We like to see ourselves as an egalitarian country where everyone has the opportunity to climb the social ladder. This is true, but for some the ladder is made of rotten wood, while others stand on a strong steel ladder with a trampoline in front of them, and jump directly to the fifth step. It was different, when we weren't all standing equally still, but the difference was smaller.
At least that's what you can conclude from the latest social mobility figures. Since 2008, the Netherlands has ceased to be a leader and has become more unequal than, for example, Finland and Norway. Even in the stratified society of the UK, social mobility is better. “We see the decline starting in 2010, the year in which the effects of the 2008 financial crisis really became felt,” says Anne Gehlen, professor of economics at Erasmus University Rotterdam, in Volkskrant. She's seen it happen in more countries, but not everywhere. “Countries like Finland and Norway have been able to maintain mobility.”
The reason lies partly in developments that occurred in the 1960s and 1970s. At that time, young people had much greater educational opportunities than their parents, and thus earned more. In subsequent generations, the difference in education level was much smaller, and thus income differences also declined. Daniel van Vuuren, professor of economics at Tilburg University: “Now that our economy has developed well for decades, it is becoming increasingly difficult for the next generation of children to outperform their parents.”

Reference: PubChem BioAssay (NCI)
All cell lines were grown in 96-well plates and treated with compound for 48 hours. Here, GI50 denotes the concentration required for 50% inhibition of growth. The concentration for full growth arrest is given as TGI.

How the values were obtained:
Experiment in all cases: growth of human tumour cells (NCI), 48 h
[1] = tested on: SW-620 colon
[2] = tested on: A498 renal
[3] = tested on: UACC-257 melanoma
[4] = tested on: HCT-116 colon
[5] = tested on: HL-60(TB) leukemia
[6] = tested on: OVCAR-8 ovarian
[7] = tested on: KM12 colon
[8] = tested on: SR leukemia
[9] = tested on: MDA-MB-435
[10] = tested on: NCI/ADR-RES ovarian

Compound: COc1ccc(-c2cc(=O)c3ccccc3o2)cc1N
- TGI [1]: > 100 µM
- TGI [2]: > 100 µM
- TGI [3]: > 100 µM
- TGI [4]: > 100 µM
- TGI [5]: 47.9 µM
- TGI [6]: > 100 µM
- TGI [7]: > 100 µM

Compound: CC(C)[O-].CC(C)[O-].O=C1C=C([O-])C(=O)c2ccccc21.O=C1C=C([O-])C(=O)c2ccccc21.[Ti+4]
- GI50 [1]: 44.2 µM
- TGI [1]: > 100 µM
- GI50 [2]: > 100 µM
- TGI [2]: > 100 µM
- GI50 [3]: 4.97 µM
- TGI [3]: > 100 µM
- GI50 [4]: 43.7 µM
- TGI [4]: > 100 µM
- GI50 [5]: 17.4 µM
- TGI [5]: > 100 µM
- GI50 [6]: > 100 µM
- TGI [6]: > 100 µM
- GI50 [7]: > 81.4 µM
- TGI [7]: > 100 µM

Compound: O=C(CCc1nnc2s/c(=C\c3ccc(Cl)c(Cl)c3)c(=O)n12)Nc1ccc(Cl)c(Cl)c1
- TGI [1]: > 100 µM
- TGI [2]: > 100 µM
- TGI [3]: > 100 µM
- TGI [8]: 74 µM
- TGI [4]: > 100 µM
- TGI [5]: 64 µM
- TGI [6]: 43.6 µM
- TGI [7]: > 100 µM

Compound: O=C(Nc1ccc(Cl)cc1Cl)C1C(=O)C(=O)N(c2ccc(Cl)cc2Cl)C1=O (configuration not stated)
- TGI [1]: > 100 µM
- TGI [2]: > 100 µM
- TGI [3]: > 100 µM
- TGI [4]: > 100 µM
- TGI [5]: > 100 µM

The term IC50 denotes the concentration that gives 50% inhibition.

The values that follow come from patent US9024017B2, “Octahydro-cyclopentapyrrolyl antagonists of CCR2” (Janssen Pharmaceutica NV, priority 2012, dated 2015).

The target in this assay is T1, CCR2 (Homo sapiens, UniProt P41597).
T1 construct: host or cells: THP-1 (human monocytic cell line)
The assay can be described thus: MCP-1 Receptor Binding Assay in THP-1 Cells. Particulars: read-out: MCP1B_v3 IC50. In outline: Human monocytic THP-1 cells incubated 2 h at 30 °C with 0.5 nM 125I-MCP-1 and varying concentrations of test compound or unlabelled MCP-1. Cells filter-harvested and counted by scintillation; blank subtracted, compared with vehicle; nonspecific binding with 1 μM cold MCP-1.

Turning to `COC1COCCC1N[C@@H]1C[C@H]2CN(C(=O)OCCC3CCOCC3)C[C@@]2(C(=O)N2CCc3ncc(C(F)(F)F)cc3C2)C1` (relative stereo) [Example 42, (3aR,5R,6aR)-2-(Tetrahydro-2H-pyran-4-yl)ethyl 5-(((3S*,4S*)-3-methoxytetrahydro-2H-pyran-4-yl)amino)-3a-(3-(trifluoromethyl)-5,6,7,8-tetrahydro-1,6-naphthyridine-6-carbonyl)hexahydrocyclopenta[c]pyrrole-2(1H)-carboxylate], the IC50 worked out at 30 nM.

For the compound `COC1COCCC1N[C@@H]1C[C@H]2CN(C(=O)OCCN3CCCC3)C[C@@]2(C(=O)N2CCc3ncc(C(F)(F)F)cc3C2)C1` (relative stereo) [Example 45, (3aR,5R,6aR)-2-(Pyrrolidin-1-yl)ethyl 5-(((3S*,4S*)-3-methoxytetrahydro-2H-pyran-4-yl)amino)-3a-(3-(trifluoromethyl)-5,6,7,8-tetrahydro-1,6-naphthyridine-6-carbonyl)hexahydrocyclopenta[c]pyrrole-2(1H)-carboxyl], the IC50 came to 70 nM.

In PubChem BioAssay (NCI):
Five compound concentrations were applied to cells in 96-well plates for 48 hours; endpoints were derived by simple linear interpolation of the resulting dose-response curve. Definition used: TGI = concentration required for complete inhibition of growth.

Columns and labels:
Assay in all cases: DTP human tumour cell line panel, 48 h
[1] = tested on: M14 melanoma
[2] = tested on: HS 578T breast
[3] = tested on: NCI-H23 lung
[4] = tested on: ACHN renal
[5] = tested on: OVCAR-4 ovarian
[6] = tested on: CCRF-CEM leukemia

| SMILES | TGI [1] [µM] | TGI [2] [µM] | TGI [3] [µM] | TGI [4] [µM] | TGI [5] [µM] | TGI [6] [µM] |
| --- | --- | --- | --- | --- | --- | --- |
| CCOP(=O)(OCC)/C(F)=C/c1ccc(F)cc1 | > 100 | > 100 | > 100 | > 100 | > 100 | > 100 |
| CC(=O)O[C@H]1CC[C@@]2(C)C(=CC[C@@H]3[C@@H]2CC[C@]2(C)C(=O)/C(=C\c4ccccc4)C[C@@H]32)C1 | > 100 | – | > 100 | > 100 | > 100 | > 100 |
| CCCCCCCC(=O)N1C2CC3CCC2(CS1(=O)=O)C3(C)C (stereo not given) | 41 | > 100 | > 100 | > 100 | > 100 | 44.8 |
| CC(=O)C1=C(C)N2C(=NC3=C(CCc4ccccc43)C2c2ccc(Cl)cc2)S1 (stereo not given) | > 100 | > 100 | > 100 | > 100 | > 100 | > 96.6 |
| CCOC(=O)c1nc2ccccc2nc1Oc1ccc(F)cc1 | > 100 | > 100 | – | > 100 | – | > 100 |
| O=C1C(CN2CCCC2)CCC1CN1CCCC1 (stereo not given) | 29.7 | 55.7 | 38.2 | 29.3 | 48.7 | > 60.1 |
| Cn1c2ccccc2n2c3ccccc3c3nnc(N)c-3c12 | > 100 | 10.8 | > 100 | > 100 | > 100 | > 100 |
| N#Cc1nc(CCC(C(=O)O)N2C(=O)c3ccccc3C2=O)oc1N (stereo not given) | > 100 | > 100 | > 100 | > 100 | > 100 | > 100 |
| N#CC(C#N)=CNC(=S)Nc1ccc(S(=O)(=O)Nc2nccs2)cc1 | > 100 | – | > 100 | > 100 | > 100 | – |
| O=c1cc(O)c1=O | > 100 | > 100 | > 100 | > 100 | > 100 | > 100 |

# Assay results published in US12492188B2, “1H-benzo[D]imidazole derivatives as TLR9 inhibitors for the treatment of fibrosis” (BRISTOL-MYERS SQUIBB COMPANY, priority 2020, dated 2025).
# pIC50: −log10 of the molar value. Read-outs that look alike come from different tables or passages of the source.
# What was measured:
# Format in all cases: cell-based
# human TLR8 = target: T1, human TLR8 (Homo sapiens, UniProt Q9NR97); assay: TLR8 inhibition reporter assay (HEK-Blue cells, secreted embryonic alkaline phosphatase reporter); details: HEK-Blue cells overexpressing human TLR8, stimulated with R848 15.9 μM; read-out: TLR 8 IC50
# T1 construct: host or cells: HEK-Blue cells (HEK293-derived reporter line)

But more important is whether young people are able to rise socially and economically, for example, from the lower class to the middle class. “Unfortunately, we do not see such good development in this area,” says Van Vuuren. “Certainly, in the Netherlands it is still quite possible to convert a dime into a quarter. But we see the possibilities for that decreasing.” Data from the Organization for Economic Co-operation and Development show that fewer children from the poorest quarter of families are rising to the richest quarter. Although the Netherlands has achieved better results in this area than Belgium, the United States and even Germany, it has become worse than before. So maybe the ladder isn't too messed up for some groups, but they're missing the trampoline.
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